I agree with Brene Brown about developing “shame resilience” and have found the usual tug of war between with teaching and mistake making diminishes when we introduce students to a mindset in which they appreciate the importance of recognizing our errors and strive for constant improvement. When I think about design thinking, I believe it could beinnovation a powerful way for students to experience their vulnerability and develop perspective taking, all the while creating real cool stuff–whether it is a piece of writing, a t-shirt, a rollercoaster, an app or, in my Early Year’s classroom, a garden. They learn how to fail forward and create another prototype. This design sprint is not a destructive but constructive element because, although they spent a lot of time developing their idea, the focus shifts from the product itself to the user–who will reap the benefits of this redesign. It gets the kids to detach from what they are making to who they are making it for. This nuance has a relatively big impact on the process of improvement.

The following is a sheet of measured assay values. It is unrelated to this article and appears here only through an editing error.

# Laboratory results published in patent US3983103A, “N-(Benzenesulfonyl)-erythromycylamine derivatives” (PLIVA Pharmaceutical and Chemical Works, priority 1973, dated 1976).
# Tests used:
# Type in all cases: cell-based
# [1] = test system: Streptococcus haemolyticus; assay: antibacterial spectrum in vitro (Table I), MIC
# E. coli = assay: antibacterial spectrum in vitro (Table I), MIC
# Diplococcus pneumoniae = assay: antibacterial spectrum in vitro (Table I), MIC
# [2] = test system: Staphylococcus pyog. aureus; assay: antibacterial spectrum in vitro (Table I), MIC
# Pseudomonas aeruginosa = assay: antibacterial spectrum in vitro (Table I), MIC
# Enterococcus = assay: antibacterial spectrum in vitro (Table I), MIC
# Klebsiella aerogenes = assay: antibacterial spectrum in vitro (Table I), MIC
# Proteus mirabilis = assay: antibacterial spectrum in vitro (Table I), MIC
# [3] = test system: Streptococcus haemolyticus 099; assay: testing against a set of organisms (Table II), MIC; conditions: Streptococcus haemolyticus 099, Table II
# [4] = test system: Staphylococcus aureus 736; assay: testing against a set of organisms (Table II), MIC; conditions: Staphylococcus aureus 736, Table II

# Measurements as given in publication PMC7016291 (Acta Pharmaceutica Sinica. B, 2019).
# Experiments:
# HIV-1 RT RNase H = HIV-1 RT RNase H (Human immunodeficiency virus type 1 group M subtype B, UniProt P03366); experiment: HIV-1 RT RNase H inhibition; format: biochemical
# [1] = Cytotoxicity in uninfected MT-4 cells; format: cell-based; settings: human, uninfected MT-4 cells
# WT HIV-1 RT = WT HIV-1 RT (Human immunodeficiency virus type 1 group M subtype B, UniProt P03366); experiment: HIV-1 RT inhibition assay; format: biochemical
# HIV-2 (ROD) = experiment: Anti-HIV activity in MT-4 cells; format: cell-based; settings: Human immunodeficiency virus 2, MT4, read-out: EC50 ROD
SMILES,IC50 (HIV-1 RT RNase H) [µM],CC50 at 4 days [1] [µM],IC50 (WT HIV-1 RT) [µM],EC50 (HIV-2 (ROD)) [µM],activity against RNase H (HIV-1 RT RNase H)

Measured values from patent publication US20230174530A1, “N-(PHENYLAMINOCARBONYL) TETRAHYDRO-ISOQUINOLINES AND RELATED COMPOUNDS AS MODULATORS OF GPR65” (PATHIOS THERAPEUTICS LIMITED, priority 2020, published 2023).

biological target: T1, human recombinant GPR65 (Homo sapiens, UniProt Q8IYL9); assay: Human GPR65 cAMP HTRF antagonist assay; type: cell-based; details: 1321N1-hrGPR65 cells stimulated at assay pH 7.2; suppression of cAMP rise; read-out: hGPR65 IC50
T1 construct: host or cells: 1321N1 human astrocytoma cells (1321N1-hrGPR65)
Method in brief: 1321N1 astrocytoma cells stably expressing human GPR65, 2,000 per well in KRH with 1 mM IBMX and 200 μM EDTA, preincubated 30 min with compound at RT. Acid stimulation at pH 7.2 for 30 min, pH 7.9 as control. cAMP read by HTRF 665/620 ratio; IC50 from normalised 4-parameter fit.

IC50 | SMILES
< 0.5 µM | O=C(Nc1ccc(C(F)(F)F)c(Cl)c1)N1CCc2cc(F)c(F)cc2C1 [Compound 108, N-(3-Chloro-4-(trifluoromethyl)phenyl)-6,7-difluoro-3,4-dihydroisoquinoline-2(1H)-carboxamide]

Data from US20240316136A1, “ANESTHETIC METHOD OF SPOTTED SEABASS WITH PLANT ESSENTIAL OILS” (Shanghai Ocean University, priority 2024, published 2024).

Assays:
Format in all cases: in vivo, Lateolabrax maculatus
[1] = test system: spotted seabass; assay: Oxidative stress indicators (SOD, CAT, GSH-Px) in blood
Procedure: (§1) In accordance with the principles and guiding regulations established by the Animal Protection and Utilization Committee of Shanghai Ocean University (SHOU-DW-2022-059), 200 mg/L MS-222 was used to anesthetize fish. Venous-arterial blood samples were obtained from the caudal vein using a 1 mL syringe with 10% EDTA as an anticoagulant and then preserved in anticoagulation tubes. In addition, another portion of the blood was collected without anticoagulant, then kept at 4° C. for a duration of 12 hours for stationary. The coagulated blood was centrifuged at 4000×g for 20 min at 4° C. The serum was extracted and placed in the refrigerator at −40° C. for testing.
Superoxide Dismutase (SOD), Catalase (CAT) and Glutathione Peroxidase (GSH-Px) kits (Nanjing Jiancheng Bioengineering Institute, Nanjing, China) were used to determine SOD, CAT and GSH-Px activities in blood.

So, it’s been in the midst of implementing it at a deeper level, that I had a moment of clarity in which I connected Brown’s ideas to that of design-thinking. Design-based learning creates a space in your classroom in which different “gifts” from the students’ learning can emerge:

  1. Love Of Ideas
  2. Belonging (in their collaborative groups)
  3. The Joy of creating something and learning new ideas.
  4. Courage to try new things
  5. Problem-finding by thinking future forward and considering what the possible issues might be with their design.
  6. Innovation by using different strategies and materials to solve a challenge.